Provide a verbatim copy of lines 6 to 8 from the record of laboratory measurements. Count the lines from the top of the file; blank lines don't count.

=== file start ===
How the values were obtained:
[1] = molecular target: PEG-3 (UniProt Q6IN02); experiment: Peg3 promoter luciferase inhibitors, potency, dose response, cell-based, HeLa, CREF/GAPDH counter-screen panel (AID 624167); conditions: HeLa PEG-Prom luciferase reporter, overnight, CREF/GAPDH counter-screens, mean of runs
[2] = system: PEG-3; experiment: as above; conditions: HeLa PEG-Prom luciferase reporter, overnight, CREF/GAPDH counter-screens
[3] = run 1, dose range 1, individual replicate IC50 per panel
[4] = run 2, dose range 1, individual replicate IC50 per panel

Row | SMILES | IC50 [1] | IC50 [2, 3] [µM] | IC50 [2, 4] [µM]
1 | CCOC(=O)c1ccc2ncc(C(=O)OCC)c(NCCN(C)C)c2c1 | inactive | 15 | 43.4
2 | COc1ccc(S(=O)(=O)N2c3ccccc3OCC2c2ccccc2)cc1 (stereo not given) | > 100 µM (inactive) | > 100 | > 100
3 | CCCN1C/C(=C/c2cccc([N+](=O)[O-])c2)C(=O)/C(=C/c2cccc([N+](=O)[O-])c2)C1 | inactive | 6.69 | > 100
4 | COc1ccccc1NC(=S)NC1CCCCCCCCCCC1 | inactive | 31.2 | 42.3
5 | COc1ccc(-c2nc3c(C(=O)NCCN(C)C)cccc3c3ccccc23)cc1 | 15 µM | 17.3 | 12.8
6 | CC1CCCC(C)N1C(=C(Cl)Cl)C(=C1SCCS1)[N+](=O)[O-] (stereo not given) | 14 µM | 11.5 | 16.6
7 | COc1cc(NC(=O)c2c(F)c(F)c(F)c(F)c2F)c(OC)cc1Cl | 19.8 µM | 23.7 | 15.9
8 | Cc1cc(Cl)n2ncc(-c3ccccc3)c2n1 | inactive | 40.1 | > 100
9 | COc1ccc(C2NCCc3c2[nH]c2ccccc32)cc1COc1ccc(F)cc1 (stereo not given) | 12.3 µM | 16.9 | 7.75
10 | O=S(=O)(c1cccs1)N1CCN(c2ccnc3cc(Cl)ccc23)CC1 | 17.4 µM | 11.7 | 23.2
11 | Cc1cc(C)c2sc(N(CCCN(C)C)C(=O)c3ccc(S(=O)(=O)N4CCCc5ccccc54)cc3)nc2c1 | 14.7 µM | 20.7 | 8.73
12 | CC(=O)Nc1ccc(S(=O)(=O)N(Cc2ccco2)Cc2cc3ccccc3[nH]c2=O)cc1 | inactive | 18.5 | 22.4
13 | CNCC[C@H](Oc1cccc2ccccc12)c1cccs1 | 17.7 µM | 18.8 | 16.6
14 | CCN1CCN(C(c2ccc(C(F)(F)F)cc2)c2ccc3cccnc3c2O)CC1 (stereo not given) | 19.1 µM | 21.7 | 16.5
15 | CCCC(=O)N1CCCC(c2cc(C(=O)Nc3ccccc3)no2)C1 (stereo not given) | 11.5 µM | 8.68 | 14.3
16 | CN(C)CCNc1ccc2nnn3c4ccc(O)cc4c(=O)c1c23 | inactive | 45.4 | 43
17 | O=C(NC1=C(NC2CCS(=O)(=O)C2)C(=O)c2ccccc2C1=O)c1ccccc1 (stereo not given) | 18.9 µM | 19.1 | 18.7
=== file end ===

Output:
Row | SMILES | IC50 [1] | IC50 [2, 3] [µM] | IC50 [2, 4] [µM]
1 | CCOC(=O)c1ccc2ncc(C(=O)OCC)c(NCCN(C)C)c2c1 | inactive | 15 | 43.4
2 | COc1ccc(S(=O)(=O)N2c3ccccc3OCC2c2ccccc2)cc1 (stereo not given) | > 100 µM (inactive) | > 100 | > 100